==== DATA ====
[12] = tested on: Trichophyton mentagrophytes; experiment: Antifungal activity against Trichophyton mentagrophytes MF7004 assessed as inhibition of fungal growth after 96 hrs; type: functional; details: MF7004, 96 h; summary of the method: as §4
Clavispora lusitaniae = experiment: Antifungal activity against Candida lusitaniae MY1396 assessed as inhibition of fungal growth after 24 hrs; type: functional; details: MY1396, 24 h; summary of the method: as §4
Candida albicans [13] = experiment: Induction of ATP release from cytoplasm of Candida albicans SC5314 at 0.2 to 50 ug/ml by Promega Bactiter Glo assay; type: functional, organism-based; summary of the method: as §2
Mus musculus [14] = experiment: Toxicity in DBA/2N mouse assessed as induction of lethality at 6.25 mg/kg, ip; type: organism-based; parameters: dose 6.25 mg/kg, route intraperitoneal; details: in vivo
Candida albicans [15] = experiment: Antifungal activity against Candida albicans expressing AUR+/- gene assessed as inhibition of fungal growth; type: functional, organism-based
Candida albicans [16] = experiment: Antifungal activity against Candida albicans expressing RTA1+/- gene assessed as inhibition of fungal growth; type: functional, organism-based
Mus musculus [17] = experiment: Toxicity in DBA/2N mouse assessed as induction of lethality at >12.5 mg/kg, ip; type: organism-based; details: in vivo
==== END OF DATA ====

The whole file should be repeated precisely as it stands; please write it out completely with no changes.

[12] = tested on: Trichophyton mentagrophytes; experiment: Antifungal activity against Trichophyton mentagrophytes MF7004 assessed as inhibition of fungal growth after 96 hrs; type: functional; details: MF7004, 96 h; summary of the method: as §4
Clavispora lusitaniae = experiment: Antifungal activity against Candida lusitaniae MY1396 assessed as inhibition of fungal growth after 24 hrs; type: functional; details: MY1396, 24 h; summary of the method: as §4
Candida albicans [13] = experiment: Induction of ATP release from cytoplasm of Candida albicans SC5314 at 0.2 to 50 ug/ml by Promega Bactiter Glo assay; type: functional, organism-based; summary of the method: as §2
Mus musculus [14] = experiment: Toxicity in DBA/2N mouse assessed as induction of lethality at 6.25 mg/kg, ip; type: organism-based; parameters: dose 6.25 mg/kg, route intraperitoneal; details: in vivo
Candida albicans [15] = experiment: Antifungal activity against Candida albicans expressing AUR+/- gene assessed as inhibition of fungal growth; type: functional, organism-based
Candida albicans [16] = experiment: Antifungal activity against Candida albicans expressing RTA1+/- gene assessed as inhibition of fungal growth; type: functional, organism-based
Mus musculus [17] = experiment: Toxicity in DBA/2N mouse assessed as induction of lethality at >12.5 mg/kg, ip; type: organism-based; details: in vivo